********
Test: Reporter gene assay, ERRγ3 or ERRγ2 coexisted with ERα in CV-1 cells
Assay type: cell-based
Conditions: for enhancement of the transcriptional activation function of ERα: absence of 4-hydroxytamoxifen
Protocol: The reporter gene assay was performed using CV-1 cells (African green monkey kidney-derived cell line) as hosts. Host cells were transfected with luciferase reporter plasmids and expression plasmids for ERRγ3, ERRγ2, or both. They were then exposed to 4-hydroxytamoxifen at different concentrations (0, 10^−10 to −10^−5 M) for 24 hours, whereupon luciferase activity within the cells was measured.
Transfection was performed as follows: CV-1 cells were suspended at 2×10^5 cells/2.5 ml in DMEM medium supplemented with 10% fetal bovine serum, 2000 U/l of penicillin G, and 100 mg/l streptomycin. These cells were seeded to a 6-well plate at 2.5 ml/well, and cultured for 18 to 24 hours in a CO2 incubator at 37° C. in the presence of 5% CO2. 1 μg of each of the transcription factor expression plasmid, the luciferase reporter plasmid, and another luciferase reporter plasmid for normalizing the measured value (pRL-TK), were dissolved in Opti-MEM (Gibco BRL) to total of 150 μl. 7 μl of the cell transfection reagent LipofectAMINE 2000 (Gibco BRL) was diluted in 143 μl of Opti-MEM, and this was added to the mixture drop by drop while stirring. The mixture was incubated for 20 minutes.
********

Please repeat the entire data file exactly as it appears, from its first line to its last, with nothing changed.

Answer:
Test: Reporter gene assay, ERRγ3 or ERRγ2 coexisted with ERα in CV-1 cells
Assay type: cell-based
Conditions: for enhancement of the transcriptional activation function of ERα: absence of 4-hydroxytamoxifen
Protocol: The reporter gene assay was performed using CV-1 cells (African green monkey kidney-derived cell line) as hosts. Host cells were transfected with luciferase reporter plasmids and expression plasmids for ERRγ3, ERRγ2, or both. They were then exposed to 4-hydroxytamoxifen at different concentrations (0, 10^−10 to −10^−5 M) for 24 hours, whereupon luciferase activity within the cells was measured.
Transfection was performed as follows: CV-1 cells were suspended at 2×10^5 cells/2.5 ml in DMEM medium supplemented with 10% fetal bovine serum, 2000 U/l of penicillin G, and 100 mg/l streptomycin. These cells were seeded to a 6-well plate at 2.5 ml/well, and cultured for 18 to 24 hours in a CO2 incubator at 37° C. in the presence of 5% CO2. 1 μg of each of the transcription factor expression plasmid, the luciferase reporter plasmid, and another luciferase reporter plasmid for normalizing the measured value (pRL-TK), were dissolved in Opti-MEM (Gibco BRL) to total of 150 μl. 7 μl of the cell transfection reagent LipofectAMINE 2000 (Gibco BRL) was diluted in 143 μl of Opti-MEM, and this was added to the mixture drop by drop while stirring. The mixture was incubated for 20 minutes.